of complainant. The charge was that this practice resT^Lted in substantially 
lessening competition in the line of interstate commerce in which complain- 
ant and his competitor were engaged. The Court ruled that the words of Sec- 
tion 2 of the Clayton Act "in any line of commerce" make unlawful any dis- 
crimination which substantially lessens competition not only between the 
seller and his competitors but also between the buyer and his competitors. 

The Van Cam p. Case thus enunciates a rule which seems diametrically op- 
posed to the principle upon which the decisions in the Mennen and the Rational 
Biscuit Cases rest. The Supreme Court "diGting-uisVK^d" the Mennen case on the 
strange ground that the daoisioa. shoiild not have relied upon the add of 

8001 -23- 



conmittee reports in determining the meaning of the Clayton Act because the 
statiite was unambiguous. Thus, by denying certiorari the Supreme Court ap- 
proved at least the result of the Mennan and national Biscuit Cases; and yet 
it is clear from the Van Camp Case that the Court refuses to adhere to rea^ 
soning upon which these cases are made to rest. 

It does not necessarily follow that the Van Camp decision is inconsis- 
tent with the Court's denial of certiorari in the two Federal Trade Commis-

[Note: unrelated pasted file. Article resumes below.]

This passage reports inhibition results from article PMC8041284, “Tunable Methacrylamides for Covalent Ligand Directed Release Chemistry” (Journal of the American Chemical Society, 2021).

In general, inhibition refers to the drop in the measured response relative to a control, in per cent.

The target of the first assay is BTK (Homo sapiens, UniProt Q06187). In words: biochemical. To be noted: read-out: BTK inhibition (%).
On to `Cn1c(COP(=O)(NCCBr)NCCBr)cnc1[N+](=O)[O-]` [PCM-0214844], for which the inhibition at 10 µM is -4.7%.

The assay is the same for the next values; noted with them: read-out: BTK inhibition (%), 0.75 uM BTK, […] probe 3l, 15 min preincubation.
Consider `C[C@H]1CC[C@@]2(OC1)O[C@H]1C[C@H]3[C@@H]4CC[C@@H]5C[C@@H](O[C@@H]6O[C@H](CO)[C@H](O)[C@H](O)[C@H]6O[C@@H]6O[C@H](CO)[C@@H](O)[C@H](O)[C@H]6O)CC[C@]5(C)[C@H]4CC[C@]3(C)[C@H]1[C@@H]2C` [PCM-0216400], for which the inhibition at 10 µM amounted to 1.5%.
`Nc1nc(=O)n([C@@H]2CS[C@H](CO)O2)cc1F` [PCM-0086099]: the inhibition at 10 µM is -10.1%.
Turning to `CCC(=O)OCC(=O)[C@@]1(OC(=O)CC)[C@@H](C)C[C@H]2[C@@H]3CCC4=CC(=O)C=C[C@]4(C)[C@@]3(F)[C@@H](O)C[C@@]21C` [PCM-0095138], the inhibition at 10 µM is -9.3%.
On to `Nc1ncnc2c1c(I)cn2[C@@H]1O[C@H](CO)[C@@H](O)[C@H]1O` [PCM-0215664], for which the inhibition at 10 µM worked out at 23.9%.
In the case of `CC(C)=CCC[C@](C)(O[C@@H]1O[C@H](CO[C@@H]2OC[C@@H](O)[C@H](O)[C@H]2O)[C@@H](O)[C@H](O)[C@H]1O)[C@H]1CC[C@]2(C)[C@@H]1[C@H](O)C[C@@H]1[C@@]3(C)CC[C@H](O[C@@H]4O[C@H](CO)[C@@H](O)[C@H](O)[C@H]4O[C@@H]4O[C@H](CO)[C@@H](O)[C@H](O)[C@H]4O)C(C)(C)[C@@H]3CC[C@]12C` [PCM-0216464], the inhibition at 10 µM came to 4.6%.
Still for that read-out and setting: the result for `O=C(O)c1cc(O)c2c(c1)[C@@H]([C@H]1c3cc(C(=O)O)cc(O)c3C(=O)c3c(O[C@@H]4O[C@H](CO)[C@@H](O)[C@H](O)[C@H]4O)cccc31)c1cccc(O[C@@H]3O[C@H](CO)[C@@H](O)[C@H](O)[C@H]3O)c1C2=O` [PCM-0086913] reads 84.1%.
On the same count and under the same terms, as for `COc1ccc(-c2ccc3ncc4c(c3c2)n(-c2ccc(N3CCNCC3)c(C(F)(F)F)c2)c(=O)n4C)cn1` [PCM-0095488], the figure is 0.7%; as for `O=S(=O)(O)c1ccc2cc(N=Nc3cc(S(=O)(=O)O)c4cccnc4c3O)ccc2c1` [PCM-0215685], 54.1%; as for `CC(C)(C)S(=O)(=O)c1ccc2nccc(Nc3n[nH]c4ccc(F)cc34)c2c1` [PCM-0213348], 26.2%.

sion cases. But many commentators have seen such a conflict, and have con- 
cluded that the effect of the Van Camp decision is to call in question the 
legality of a sales policy based upon a functional classification. For in- 
stance, it has been said: 

"However, since the decision in the Van Camp case any given sales 
policy, except the quantity discount, which is expressly permitted 
irrespective of its effect on competition, is subject to judicial 
inquirj?- to determine whether or not it substantially lessens compe- 
tition in the competitive field of the wholesalers, retailers, 
chain stores, department stores, mail order houses and the like, 
Neither the business man nor the lawyer can guess on which side 
of the scale any court will cast the weight of its decision. If 
producers are driven to the sanctuary'' of the quantity discovint in 
order to escape this judicial control, then Section 2 of the Clay- 
ton Act is indeed a meddlesome bit of legislation operating in 
a manner never intended by Congress and to an end unsought by that 
hody, 

"A realistic point of view would recognize that some discrimination 
is inevitable in any sales policy, and, submitting the discriminar- 
tion, would emphasize the inquiry as to the effect on competition." 

McAlister. Sales Policies and Price Discrimination Under the Clayton Act 
(1932) 41 Yale L. J. 518, 534.